The Metropolitan police has apologised to its own disabled advisers for failing to consult them about how to treat disabled people taking part in this month’s Extinction Rebellion protests in London.
The force had been asked by its Disability Independent Advisory Group (DIAG) to investigate decision-making surrounding the policing of the Extinction Rebellion (XR) protests in relation to Deaf and disabled protestors, and the actions of individual officers.
Last week, Disability News Service (DNS) revealed that DIAG had lodged a formal complaint about the force’s “discriminatory” treatment of protesters during the protests.
DIAG warned that its actions risked causing “irreparable damage” to relations between disabled people and the Metropolitan police.
But DIAG’s members were also angry that the force had failed to engage with them before or during the protests.
As a result of the letter of complaint sent to the Metropolitan police’s commissioner, Cressida Dick, three DIAG members met on Friday with commander Jane Connors, superintendent Jon Simpson and chief inspector Neil Billany.
The senior officers apologised on behalf of the force for failing to contact DIAG until after the protests had ended, and they told DIAG chair Anne Novis that Dick was treating the complaint very seriously.
Novis told Disability News Service yesterday (Wednesday) that the senior officers also promised – for future protests – to work with DIAG to produce presentations that could be made to officers at their daily briefings.
These presentations would address the issues facing disabled protesters and their safeguarding and wellbeing needs, including equipment, personal assistants and medication.
This will include giving disabled people more time to move away when told to do so by officers, making sure officers are communicating properly with Deaf and disabled protesters, and – Novis hopes – ensuring they do not confiscate independent living equipment.
But she said she wanted to see these promises in writing, and she added: “We need to make sure these things don’t happen again.
“I want to see action. What they said they were going to do was good, but I want to see it in writing so it’s a proper commitment.”
She is also waiting for a response to the request for an inquiry.
She said: “They have apologised for the lack of engagement with DIAG.
“They have promised definite engagement with DIAG over protests in the future and that they would do briefings every day about disability awareness.”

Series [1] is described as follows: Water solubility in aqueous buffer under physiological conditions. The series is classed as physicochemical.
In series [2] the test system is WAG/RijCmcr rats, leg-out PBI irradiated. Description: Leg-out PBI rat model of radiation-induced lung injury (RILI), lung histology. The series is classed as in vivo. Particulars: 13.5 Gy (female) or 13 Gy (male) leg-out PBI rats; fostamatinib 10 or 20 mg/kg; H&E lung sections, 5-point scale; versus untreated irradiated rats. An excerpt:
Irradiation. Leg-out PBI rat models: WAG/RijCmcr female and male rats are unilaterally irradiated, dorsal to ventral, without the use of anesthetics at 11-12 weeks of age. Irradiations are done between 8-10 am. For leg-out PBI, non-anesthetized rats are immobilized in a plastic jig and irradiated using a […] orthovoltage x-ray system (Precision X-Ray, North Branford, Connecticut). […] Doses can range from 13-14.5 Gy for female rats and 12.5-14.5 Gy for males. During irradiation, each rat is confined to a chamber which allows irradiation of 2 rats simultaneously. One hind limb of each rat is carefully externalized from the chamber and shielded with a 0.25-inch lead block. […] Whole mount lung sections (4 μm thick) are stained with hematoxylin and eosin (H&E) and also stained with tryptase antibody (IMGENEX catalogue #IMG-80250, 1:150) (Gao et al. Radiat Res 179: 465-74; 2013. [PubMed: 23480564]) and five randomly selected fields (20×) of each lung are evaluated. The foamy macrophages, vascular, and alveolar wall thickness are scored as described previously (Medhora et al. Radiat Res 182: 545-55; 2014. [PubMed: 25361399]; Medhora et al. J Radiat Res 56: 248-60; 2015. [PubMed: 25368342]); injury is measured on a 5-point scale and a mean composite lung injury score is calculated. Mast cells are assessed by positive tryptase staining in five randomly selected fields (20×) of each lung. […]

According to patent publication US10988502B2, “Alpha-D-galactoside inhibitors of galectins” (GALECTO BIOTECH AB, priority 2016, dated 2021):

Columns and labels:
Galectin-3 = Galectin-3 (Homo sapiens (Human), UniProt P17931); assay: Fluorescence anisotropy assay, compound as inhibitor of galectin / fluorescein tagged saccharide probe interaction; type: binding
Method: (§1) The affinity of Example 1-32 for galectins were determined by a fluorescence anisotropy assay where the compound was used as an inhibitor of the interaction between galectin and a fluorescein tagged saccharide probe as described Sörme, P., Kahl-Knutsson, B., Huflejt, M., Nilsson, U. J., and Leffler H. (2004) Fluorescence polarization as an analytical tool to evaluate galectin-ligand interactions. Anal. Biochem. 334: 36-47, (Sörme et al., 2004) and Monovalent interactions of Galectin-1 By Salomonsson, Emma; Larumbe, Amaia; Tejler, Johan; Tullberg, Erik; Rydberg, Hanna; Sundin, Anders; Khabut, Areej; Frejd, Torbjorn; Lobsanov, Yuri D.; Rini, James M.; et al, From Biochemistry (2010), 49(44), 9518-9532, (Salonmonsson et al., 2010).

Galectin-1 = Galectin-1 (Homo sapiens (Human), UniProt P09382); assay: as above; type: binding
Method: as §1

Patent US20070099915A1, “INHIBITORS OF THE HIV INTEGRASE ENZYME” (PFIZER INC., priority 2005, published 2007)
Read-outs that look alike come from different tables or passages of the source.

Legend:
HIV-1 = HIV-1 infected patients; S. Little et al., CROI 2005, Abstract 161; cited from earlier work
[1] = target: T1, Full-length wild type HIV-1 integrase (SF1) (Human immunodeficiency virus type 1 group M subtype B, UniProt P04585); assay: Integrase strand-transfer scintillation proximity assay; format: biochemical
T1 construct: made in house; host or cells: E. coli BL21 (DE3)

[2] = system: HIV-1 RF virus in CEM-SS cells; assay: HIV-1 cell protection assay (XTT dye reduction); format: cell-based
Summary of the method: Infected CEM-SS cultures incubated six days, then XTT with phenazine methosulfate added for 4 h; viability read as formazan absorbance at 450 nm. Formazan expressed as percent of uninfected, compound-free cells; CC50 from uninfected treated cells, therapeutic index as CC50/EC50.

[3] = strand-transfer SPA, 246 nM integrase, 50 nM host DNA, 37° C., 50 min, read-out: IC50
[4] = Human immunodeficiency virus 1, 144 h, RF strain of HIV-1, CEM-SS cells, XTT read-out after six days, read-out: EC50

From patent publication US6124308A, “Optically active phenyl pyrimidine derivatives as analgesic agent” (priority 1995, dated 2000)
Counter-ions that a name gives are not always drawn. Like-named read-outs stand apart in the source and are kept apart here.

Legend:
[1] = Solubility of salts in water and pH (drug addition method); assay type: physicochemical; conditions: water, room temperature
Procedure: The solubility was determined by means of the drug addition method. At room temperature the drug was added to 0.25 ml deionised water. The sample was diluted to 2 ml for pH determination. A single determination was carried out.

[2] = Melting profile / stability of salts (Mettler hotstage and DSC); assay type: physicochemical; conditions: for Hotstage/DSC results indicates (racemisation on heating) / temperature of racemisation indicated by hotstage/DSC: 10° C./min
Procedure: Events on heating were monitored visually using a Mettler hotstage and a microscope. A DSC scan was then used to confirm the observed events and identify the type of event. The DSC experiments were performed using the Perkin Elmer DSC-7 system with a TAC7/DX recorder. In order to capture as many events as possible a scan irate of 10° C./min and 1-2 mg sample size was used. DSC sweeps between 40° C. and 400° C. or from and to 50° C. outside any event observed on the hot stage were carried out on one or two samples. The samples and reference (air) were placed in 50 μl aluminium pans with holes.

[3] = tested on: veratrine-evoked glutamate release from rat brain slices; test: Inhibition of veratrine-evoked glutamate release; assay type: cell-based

She said they also committed to work with DIAG to produce training on the needs of Deaf and disabled people during protests, as part of officers’ annual training or personal development days.
Novis hopes this will be done through disabled trainers.
DIAG also hopes to act as a link between the force and the Extinction Rebellion (XR) Disabled Rebels group.
Novis said Disabled Rebels had agreed to the suggestion that they should have contact with police liaison officers during future protests.
She has now passed on these officers’ contact details to Disabled Rebels.
DIAG is hoping to meet with Disabled Rebels to discuss what took place at the XR protests.
Novis said it would be up to the Disabled Rebels to decide if they would communicate with the liaison officers.
She said: “I have encouraged them to do so because I think it would prevent some of the things that [might otherwise] happen.”
She added: “We are part of same community. Just last week I was in a protest, and other advisors take part in protests too.
“So we see these issues as ours, too. We are the same community of Deaf and disabled people who want better policing.
“As independent advisors we can raise all issues at the highest level in MPS*, and give advice on what they should do and check on progress. But it is up to the MPS to take on our advice.”
A group of three or four Disabled Rebels are also due to meet in the next few weeks with senior officers about the way disabled protesters were treated during XR.
Nicki Myers, a member of the Disabled Rebels, who was arrested because she needed assistance from a personal assistant during a solo protest outside New Scotland Yard during the XR protests (pictured), said they would discuss “how they must treat Disabled Rebels, their equipment and carers in London in the future”.
Myers, who will be part of the group meeting senior officers, said: “This will hopefully benefit every disabled person who wishes to peacefully protest in London, for whatever reason.
“We hope the police take up the offer of training from DIAG. We believe it is very much needed.”
A Metropolitan police spokesperson said: “On 23 October 2019 the MPS received a letter and formal complaint from the Disability Independent Advisory Group in relation to the policing of the recent Extinction Rebellion ‘Autumn Uprising’ protests.
“The MPS met with the DIAG on Friday 25 October to discuss the contents of the letter.
“It would be inappropriate for us to comment further on a private meeting.”
*Metropolitan Police Service
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